3. Regarding Bush administration ineptitude, we have to remember that the number one problem with the occupation of Afghanistan has been the invasion of Iraq. Not only did it take American resources away from Afghanistan, but it helped radicalize opposition to the United States (this is not to say that invading Afghanistan was popular in the Islamic world, but Iraq caused an order-of-magnitude shift in attitudes), and reduced the degree to which the international community was willing to support reconstruction efforts. The invasion of Iraq enabled opponents of supporting Afghani reconstruction to argue (with some merit) that such support amounted to collaboration with US behavior in Iraq.
  4. There’s also the argument that an invasion of Iraq by the Bush administration was basically foreseeable in November 2001, and that therefore it was irresponsible to support the invasion of Afghanistan. Perhaps I was just extraordinarily myopic, but I certainly didn’t foresee the invasion of Iraq after September 11, and I pay fairly close attention to international affairs. Indeed, I was uncertain that the invasion would go forward until mid 2002. Even if Iraq were foreseeable, I think that invading Afghanistan was still the right call, but I will allow that the calculus is much tighter.
  5. Finally, I am simply unwilling to agree that the invasion of Afghanistan has “failed”. The Taliban still exists, but it is much weaker now than in 2001, controls far less territory, and is considerably farther away from international recognition. Bin Laden is still alive and Al Qaeda is still active, but it chose Afghanistan in the first place for a reason; it wanted a sanctuary from which it could train, plan, and conduct operations without interference. Whatever of Al Qaeda still exists in Pakistan, it is now smaller and less capable of foreign action. Most importantly, as I note above, I am completely unconvinced that life in Afghanistan is worse now that it was in 2001, that the costs of the invasion were unacceptably high (either to the American or the Afghan people), or that the war is “lost” in the sense that the Taliban will either reclaim territorial mastery of Afghanistan or produce enduring and destructive anarchy. Afghanistan is not Iraq; civilian fatalities and infrastructure damage simply don’t compare.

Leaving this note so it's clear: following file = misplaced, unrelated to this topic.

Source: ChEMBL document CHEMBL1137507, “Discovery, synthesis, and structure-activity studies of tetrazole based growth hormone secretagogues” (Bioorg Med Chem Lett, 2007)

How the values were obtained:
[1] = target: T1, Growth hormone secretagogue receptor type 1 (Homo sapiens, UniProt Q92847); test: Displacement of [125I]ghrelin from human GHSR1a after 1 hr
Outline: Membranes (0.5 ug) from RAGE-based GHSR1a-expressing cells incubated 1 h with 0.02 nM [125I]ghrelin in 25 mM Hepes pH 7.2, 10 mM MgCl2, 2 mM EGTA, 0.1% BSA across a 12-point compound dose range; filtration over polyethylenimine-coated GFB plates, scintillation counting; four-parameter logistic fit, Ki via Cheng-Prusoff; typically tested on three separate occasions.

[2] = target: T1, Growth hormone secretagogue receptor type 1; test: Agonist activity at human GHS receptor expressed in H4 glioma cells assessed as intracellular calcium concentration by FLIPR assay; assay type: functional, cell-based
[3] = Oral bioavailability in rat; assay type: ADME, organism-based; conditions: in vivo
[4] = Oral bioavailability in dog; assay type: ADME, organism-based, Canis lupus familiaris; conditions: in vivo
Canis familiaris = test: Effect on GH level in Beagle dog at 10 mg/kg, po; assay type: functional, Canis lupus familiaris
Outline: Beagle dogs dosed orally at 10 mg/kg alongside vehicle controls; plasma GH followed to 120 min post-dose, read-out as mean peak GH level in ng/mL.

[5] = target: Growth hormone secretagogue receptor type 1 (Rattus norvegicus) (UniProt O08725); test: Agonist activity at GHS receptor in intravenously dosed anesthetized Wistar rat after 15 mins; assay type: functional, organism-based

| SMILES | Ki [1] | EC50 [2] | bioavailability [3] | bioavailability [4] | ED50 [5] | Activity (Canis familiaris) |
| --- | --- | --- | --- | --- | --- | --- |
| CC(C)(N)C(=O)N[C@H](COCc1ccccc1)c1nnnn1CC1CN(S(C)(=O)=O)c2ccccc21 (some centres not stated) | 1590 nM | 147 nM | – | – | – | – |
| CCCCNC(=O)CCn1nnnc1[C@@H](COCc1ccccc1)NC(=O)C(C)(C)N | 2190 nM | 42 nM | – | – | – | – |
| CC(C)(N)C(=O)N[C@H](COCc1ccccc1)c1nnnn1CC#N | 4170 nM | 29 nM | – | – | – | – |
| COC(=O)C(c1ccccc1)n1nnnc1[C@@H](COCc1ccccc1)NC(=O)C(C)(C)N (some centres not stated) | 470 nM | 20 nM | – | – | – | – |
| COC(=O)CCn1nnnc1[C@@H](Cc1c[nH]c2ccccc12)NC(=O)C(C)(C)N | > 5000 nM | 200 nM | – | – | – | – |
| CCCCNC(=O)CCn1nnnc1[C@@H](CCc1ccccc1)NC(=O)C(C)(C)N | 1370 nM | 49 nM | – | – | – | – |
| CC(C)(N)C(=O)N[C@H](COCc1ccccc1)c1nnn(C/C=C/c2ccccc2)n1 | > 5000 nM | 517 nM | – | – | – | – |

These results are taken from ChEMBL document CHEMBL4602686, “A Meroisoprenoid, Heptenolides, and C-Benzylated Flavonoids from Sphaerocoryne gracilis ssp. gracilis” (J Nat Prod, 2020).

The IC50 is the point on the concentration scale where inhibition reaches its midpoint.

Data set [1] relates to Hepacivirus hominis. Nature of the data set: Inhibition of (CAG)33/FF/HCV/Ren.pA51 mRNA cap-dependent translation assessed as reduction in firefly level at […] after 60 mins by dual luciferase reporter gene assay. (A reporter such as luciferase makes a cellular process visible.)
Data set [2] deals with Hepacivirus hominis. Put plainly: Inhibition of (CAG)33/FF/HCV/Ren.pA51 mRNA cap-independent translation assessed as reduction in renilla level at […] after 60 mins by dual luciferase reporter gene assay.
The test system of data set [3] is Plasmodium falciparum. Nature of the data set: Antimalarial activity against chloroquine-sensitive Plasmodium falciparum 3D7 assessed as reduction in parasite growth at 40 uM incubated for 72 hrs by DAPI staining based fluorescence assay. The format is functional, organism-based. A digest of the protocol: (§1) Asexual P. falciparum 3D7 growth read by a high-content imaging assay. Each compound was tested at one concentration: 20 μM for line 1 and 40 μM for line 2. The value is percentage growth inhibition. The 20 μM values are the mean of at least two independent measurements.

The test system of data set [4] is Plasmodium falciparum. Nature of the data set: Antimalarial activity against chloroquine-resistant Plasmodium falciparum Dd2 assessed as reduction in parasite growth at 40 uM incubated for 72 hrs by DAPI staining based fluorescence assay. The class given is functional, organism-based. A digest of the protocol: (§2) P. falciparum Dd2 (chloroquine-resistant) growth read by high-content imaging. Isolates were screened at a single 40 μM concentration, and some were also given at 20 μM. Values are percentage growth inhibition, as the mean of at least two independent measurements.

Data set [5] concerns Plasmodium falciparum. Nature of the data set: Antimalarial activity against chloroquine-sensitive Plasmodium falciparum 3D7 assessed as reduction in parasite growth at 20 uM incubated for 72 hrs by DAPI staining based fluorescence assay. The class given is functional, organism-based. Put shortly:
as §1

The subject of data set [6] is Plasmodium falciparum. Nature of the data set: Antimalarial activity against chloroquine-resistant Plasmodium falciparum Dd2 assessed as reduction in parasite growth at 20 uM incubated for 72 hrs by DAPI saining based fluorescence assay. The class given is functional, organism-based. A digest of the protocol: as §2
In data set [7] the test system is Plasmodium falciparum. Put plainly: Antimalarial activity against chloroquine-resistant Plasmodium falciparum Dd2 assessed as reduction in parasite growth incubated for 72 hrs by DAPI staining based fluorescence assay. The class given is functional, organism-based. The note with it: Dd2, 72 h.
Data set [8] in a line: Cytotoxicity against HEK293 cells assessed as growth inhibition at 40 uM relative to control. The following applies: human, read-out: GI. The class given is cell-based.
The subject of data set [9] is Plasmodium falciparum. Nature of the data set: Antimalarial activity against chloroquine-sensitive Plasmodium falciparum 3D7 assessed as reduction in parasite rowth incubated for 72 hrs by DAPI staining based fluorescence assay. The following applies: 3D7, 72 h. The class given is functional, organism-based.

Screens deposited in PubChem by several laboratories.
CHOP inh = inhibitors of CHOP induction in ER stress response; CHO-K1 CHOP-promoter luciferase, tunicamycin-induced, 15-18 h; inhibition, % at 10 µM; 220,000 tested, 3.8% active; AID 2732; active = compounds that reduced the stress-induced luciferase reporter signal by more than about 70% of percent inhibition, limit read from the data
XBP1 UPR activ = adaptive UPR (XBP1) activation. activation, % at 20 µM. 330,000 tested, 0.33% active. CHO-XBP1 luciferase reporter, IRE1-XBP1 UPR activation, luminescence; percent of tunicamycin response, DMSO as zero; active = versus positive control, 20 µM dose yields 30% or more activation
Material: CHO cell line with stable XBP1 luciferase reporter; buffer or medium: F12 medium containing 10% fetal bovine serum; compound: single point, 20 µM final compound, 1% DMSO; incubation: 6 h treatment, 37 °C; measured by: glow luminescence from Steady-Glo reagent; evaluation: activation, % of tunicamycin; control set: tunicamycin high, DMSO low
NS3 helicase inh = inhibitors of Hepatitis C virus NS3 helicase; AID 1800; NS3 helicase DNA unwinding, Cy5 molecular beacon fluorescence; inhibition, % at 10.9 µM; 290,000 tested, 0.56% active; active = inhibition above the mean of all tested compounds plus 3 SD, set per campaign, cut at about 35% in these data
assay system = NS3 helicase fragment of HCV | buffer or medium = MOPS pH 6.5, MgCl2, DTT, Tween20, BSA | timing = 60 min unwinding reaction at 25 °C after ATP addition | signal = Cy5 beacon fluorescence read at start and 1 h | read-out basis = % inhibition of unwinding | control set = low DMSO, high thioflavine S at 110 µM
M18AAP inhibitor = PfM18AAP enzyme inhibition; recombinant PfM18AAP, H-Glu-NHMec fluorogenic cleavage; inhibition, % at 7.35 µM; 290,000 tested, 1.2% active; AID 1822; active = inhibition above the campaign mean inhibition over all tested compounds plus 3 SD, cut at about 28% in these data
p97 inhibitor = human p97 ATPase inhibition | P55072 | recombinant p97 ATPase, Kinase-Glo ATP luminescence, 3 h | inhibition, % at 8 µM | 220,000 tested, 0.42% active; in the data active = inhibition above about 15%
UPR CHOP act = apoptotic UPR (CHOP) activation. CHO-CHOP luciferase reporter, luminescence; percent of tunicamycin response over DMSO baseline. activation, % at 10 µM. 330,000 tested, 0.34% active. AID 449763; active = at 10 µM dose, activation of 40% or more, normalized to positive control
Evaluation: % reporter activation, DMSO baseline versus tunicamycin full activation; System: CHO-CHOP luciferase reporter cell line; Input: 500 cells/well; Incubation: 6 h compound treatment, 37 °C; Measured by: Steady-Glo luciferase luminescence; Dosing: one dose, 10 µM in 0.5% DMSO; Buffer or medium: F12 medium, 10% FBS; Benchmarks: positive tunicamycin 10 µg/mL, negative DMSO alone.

All that said, I don’t think it’s “unserious” to think that the invasion of Afghanistan was a mistake in retrospect, or to have thought that it was a mistake at the time. I think that those positions are wrong on both the facts and the theory, but I don’t presume to exclude them on the basis of a lack of seriousness.